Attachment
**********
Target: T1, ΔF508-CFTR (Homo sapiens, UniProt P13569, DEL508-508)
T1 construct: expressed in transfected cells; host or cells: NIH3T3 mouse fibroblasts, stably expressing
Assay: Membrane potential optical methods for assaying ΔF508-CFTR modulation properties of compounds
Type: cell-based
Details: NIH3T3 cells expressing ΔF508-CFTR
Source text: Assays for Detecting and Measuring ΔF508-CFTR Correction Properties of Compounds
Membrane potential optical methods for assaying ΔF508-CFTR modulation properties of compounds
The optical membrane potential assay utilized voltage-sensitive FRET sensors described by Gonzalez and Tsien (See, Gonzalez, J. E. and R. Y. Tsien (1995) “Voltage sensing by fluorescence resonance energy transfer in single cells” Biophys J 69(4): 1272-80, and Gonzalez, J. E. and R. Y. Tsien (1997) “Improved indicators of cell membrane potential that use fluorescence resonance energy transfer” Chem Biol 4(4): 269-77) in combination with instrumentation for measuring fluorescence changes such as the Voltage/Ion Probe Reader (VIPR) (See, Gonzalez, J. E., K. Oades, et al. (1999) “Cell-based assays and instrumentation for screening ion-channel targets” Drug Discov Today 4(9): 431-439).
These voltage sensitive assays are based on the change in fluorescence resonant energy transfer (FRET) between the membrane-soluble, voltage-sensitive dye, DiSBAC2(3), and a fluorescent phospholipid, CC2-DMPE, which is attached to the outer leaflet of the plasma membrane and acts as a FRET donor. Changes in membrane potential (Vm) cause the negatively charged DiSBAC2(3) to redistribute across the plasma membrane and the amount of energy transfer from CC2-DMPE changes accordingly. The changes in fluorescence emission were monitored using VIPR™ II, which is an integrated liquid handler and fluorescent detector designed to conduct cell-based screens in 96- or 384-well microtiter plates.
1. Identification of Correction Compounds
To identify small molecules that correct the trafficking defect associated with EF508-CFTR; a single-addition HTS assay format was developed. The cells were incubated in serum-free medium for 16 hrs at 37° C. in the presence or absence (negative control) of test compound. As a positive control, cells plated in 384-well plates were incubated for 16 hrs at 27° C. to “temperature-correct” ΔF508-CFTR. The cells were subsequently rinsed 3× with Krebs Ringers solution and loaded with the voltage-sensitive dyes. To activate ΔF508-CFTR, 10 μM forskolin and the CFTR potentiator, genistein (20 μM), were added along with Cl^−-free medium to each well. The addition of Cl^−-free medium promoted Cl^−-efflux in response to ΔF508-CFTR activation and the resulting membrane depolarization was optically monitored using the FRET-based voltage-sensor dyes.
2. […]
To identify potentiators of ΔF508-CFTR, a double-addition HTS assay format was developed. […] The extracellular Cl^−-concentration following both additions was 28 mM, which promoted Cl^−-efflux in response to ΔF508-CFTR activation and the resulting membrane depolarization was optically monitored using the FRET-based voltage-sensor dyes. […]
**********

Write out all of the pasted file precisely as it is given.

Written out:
Target: T1, ΔF508-CFTR (Homo sapiens, UniProt P13569, DEL508-508)
T1 construct: expressed in transfected cells; host or cells: NIH3T3 mouse fibroblasts, stably expressing
Assay: Membrane potential optical methods for assaying ΔF508-CFTR modulation properties of compounds
Type: cell-based
Details: NIH3T3 cells expressing ΔF508-CFTR
Source text: Assays for Detecting and Measuring ΔF508-CFTR Correction Properties of Compounds
Membrane potential optical methods for assaying ΔF508-CFTR modulation properties of compounds
The optical membrane potential assay utilized voltage-sensitive FRET sensors described by Gonzalez and Tsien (See, Gonzalez, J. E. and R. Y. Tsien (1995) “Voltage sensing by fluorescence resonance energy transfer in single cells” Biophys J 69(4): 1272-80, and Gonzalez, J. E. and R. Y. Tsien (1997) “Improved indicators of cell membrane potential that use fluorescence resonance energy transfer” Chem Biol 4(4): 269-77) in combination with instrumentation for measuring fluorescence changes such as the Voltage/Ion Probe Reader (VIPR) (See, Gonzalez, J. E., K. Oades, et al. (1999) “Cell-based assays and instrumentation for screening ion-channel targets” Drug Discov Today 4(9): 431-439).
These voltage sensitive assays are based on the change in fluorescence resonant energy transfer (FRET) between the membrane-soluble, voltage-sensitive dye, DiSBAC2(3), and a fluorescent phospholipid, CC2-DMPE, which is attached to the outer leaflet of the plasma membrane and acts as a FRET donor. Changes in membrane potential (Vm) cause the negatively charged DiSBAC2(3) to redistribute across the plasma membrane and the amount of energy transfer from CC2-DMPE changes accordingly. The changes in fluorescence emission were monitored using VIPR™ II, which is an integrated liquid handler and fluorescent detector designed to conduct cell-based screens in 96- or 384-well microtiter plates.
1. Identification of Correction Compounds
To identify small molecules that correct the trafficking defect associated with EF508-CFTR; a single-addition HTS assay format was developed. The cells were incubated in serum-free medium for 16 hrs at 37° C. in the presence or absence (negative control) of test compound. As a positive control, cells plated in 384-well plates were incubated for 16 hrs at 27° C. to “temperature-correct” ΔF508-CFTR. The cells were subsequently rinsed 3× with Krebs Ringers solution and loaded with the voltage-sensitive dyes. To activate ΔF508-CFTR, 10 μM forskolin and the CFTR potentiator, genistein (20 μM), were added along with Cl^−-free medium to each well. The addition of Cl^−-free medium promoted Cl^−-efflux in response to ΔF508-CFTR activation and the resulting membrane depolarization was optically monitored using the FRET-based voltage-sensor dyes.
2. […]
To identify potentiators of ΔF508-CFTR, a double-addition HTS assay format was developed. […] The extracellular Cl^−-concentration following both additions was 28 mM, which promoted Cl^−-efflux in response to ΔF508-CFTR activation and the resulting membrane depolarization was optically monitored using the FRET-based voltage-sensor dyes. […]